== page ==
On 24 February, museum employees at the Schwules Museum in Berlin discovered evidence of an attack on the institution’s building. Two window panes, the illuminated sign with the museum’s name, and a work of art hanging in front of the entrance door were damaged by gunfire. The attack appears to have happened overnight. The Berlin police department have investigated the scene and collected evidence, though the full extent and cost of the damage is yet to be determined.
Now one of the largest LGBTQ museums in the world, the Schwules Museum was founded in 1984 to support the queer community as well as research on queer history, art and activism. This, however, is not the first time the museum has been targeted: in 2020, one of the museum’s window panes was severely damaged by rocks, and in 2016, the window at the reception area was shot in six places with firearms.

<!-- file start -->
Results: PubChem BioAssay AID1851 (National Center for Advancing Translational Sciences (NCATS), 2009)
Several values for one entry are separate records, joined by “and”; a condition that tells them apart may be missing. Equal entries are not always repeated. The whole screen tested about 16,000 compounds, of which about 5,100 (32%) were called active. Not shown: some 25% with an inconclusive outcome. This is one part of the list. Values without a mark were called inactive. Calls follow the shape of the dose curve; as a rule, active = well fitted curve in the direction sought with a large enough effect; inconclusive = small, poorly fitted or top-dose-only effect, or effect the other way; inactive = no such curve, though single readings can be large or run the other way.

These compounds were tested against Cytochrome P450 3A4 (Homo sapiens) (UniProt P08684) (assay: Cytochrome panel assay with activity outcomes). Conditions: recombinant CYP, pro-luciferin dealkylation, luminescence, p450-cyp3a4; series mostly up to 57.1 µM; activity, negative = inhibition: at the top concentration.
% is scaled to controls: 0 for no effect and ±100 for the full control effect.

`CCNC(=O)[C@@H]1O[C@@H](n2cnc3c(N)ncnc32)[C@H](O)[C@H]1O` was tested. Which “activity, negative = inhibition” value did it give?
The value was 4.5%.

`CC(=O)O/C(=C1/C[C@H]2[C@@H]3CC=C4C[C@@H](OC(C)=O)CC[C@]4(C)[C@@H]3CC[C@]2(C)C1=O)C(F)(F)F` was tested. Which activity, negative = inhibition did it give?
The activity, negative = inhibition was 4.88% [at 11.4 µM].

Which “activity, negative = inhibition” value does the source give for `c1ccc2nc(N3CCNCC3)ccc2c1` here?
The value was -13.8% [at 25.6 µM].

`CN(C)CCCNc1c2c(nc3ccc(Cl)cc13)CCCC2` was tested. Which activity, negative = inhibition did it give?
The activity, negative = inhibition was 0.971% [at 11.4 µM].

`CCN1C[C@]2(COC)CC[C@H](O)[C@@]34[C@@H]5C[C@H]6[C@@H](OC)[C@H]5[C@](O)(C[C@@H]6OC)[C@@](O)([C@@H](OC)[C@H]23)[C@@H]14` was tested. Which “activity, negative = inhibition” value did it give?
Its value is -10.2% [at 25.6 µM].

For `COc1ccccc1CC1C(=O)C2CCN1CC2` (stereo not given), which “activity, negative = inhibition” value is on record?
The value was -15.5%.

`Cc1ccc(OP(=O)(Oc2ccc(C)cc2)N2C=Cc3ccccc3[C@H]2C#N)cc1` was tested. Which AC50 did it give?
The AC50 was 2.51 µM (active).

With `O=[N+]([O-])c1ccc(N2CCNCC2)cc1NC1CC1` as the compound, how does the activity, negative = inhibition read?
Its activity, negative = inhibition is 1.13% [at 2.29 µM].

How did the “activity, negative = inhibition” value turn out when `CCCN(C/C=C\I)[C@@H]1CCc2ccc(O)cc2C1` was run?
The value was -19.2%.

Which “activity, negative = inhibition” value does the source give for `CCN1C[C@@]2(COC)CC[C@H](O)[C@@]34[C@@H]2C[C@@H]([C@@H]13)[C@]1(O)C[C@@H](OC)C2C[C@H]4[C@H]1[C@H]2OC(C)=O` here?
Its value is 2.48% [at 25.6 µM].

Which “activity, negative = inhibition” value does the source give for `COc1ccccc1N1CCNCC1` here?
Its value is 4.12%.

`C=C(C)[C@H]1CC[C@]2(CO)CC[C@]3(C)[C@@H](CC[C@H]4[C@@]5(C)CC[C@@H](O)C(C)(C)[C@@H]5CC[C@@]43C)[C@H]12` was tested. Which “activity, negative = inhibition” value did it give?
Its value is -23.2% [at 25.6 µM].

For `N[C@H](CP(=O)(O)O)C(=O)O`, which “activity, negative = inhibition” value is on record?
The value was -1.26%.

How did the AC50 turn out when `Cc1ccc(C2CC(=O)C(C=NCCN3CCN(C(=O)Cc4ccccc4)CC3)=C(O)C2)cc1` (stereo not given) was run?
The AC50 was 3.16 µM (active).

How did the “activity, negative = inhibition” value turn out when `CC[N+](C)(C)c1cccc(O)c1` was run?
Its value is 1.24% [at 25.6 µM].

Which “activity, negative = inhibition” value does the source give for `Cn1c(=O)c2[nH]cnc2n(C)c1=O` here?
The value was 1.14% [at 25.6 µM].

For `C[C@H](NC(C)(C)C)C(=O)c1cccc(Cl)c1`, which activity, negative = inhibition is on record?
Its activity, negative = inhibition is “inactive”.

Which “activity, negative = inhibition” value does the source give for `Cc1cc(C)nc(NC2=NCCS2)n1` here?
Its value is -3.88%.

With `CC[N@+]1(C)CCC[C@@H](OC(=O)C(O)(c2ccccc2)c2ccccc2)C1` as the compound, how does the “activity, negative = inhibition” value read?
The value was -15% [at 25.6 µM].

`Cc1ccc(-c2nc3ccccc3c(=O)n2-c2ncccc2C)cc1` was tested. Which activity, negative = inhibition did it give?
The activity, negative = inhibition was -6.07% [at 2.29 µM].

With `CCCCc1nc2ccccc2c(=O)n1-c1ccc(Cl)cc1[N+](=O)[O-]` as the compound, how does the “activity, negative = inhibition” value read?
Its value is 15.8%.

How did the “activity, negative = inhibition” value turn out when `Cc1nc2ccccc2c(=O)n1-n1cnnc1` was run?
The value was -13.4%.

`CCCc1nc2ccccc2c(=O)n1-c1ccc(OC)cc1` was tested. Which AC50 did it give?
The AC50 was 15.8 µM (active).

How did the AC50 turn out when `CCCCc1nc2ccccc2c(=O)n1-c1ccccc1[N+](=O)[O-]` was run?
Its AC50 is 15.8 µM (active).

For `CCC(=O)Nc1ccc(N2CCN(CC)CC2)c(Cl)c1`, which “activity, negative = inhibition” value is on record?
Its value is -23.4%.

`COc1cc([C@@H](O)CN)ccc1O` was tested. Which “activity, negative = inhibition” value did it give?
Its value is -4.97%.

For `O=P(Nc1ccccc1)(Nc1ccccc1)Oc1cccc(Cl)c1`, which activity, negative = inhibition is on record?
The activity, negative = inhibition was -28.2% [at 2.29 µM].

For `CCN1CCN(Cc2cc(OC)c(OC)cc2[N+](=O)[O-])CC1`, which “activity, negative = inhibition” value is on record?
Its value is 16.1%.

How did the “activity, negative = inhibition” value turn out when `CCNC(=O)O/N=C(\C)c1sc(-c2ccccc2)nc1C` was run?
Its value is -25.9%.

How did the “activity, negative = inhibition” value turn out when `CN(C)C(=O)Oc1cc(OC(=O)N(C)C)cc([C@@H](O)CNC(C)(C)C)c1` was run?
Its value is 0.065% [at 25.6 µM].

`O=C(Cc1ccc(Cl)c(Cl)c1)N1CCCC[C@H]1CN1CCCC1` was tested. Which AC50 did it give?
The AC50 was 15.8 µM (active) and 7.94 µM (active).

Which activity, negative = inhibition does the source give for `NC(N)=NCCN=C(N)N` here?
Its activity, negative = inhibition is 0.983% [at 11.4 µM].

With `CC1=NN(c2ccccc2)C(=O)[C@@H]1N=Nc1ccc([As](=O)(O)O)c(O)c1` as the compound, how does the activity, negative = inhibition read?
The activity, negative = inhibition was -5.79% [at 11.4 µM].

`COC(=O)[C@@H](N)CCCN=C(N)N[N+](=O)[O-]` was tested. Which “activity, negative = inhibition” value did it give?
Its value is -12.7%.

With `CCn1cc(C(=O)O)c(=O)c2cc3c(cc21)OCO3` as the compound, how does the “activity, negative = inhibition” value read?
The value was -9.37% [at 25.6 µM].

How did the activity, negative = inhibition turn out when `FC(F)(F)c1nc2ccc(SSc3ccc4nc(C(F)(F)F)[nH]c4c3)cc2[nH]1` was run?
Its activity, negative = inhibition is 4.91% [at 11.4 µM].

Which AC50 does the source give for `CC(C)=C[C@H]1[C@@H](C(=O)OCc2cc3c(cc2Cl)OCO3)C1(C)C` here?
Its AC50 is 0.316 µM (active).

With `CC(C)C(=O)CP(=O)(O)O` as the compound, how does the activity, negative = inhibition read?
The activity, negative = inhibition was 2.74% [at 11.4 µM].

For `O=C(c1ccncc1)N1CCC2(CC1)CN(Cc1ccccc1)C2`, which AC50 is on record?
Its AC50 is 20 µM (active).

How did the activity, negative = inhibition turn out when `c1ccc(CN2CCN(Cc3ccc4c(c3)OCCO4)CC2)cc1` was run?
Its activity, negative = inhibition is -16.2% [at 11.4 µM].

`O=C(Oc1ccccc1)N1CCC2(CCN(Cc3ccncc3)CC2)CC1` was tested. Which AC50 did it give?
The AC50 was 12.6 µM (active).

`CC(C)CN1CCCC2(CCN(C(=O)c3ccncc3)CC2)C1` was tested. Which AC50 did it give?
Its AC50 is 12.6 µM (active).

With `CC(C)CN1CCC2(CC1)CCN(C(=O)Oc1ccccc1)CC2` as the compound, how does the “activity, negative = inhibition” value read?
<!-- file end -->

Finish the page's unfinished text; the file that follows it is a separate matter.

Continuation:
‘I think it’s important to state that we don’t know who did this or why’, Ben Miller, historian and board member of the museum, told Dazed Magazine. ‘However, I’m not sure it’s possible to think about this incident without considering the right-wing, anti-queer mobilisation that we’re seeing around the world. And I think it’s fair to say that we are certainly the target of that kind of mobilisation in general.’ Physical attacks aside, the museum has also experienced Neo-Nazi demonstrations as well as regular threats from phone calls and on social media.
According to a statement issued by the museum, the damaged piece of artwork is a part of Elizabeth Sweeney’s the Unrelenting (2022), created for the ongoing exhibition Queering the Crip, Cripping the Queer, on view through 29 May. The black triangular piece hanging outside the museum references the badges used by the Nazis to label and stigmatise a diverse range of people.